Photo Of Florida Students Spelling Racial Slur Fuels CRT Debate

A photo of Florida students spelling out a racial slur has reignited the debate over the ban of critical race theory in public schools.

By Erika Hanson | Published

Uncertainty Over When Florida Students Will Be Able To Return To Schools Following Hurricane Ian

Florida students

Critical race theory (CRT) is arguably the hottest topic in public school education. Florida has been directing the conservative charge against the controversial teaching, leading the way in passing historic laws this year focused on banning all forms of divisive concepts from schools in The Sunshine State. But with just as much support, the new laws have been met with fierce opposition. Now, the CRT debate is reignited once again, as a group of Florida students were photographed holding a sign that spelled out a racial slur. 

NPR reports that six Florida students within the Martin County School District in South Florida are under investigation for a photo that is making its rounds on social media. The photo depicts the students each holding up a sign with a letter that spells out the N-word. In a Tweet, the district confirmed that the photo was in fact legitimate, but they are protecting the names of the children involved. 

Denouncing the acts of the Florida students, the school district said they were “appalled, and saddened” by the kid’s actions. In a statement made by the district’s superintendent, John Millay, he said that the district is dedicated to creating a school environment that is “free of hateful, racist, and discriminatory actions or conduct.” A spokesperson told NPR that the Florida students that were involved are now falling strict disciplinary measures in accordance to school policy, but would not mention exactly what that penalty would be.

Because of the state’s strict laws against critical race theory in public schools, the incident with the Florida students is furthering opposers in their belief that banning CRT will be detrimental to youth and views on racism. The initiative, led by Republican Governor Ron DeSantis, has long argued that critical race theory is a divisive concept that fuels more racism by inherently teaching white children that they are at fault for the long history of the nation’s racist beliefs. The state banned any teachings of CRT from school curriculums during the 2020-2021 school year, but DeSantis and conservative lawmakers took things a step further in making sure it didn’t sneak its way into teachings when the Stop WOKE Act was signed into law recently. 

Advocates for CRT say that the agenda that politicians against the teaching are trying to push is misleading. For one, they argue that CRT courses do not exist at the public school level. They say that it is a specific course material taught in certain college courses to study the laws throughout history that is said to be linked to systemic racism. Many leftist educators fear that such strict legislation will mean that they will be unable to teach about racism at all to students. Because of this, they are pointing to the case of the Florida students as more proof.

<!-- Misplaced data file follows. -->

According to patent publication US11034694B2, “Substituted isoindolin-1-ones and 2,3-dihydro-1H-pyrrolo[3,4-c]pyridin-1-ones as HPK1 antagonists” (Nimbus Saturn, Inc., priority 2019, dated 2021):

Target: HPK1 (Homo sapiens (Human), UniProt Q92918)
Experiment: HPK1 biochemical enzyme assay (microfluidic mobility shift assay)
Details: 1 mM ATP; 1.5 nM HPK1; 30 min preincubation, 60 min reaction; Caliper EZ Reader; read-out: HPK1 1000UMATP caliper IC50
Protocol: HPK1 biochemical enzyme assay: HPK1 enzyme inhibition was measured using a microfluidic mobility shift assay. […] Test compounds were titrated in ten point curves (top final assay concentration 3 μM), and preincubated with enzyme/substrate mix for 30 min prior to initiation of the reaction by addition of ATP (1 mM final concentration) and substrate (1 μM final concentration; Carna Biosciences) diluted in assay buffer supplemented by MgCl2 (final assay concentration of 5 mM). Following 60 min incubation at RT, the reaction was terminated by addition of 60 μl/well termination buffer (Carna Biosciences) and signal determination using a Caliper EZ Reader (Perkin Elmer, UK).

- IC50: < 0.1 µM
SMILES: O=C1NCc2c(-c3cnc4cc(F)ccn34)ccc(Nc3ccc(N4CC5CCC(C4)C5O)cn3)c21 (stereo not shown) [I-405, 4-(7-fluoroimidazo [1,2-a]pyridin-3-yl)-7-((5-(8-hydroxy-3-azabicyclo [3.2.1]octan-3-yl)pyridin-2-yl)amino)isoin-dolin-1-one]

Justin Simmons, a Denver Broncos safety also spoke out against the actions of the Florida students, vowing to stop supporting the district in which he use to attend if the school does not swiftly and efficiently respond the to issue. Similarly, a professor with the University of Kentucky College of Social work told NPR that the incident is just another example of why the teaching of CRT remains important. Montreal Pryor said that “From a diversity perspective, this is why critical race theory is important. [Critical race theory] allows students of all races, creeds, and backgrounds to understand America’s volatile past within the context of the educational curriculum so that generational trauma, such as this, is not repeated.”

But with just as much support pointing to a need for the teaching of CRT, others have claimed that the incident has nothing to do with the ban on teaching divisive concepts in school. These advocates claim that the push is not to bar any talk about racist practices and beliefs, but simply to make sure that no child is made to feel guilty for the actions of their ancestors. The district’s director of public information told CBS12 News that CRT is not relevant or correlated with the photo of the Florida students. Either way, the battle over CRT and its use in education will likely continue to rage on in public schools across the nation.